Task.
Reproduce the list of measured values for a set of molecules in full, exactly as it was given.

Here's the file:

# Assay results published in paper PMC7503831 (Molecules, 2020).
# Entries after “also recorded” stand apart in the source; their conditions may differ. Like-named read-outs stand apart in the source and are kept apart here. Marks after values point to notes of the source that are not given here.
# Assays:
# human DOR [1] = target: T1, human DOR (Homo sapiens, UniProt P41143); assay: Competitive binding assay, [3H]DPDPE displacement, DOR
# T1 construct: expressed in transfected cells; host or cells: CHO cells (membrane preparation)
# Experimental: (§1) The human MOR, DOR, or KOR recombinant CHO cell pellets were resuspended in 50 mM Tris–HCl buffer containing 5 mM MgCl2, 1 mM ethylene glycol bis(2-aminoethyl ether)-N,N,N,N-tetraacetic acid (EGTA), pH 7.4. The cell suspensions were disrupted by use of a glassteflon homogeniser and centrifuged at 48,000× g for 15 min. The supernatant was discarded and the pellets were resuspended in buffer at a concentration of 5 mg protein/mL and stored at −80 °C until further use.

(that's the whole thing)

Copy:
# Assay results published in paper PMC7503831 (Molecules, 2020).
# Entries after “also recorded” stand apart in the source; their conditions may differ. Like-named read-outs stand apart in the source and are kept apart here. Marks after values point to notes of the source that are not given here.
# Assays:
# human DOR [1] = target: T1, human DOR (Homo sapiens, UniProt P41143); assay: Competitive binding assay, [3H]DPDPE displacement, DOR
# T1 construct: expressed in transfected cells; host or cells: CHO cells (membrane preparation)
# Experimental: (§1) The human MOR, DOR, or KOR recombinant CHO cell pellets were resuspended in 50 mM Tris–HCl buffer containing 5 mM MgCl2, 1 mM ethylene glycol bis(2-aminoethyl ether)-N,N,N,N-tetraacetic acid (EGTA), pH 7.4. The cell suspensions were disrupted by use of a glassteflon homogeniser and centrifuged at 48,000× g for 15 min. The supernatant was discarded and the pellets were resuspended in buffer at a concentration of 5 mg protein/mL and stored at −80 °C until further use.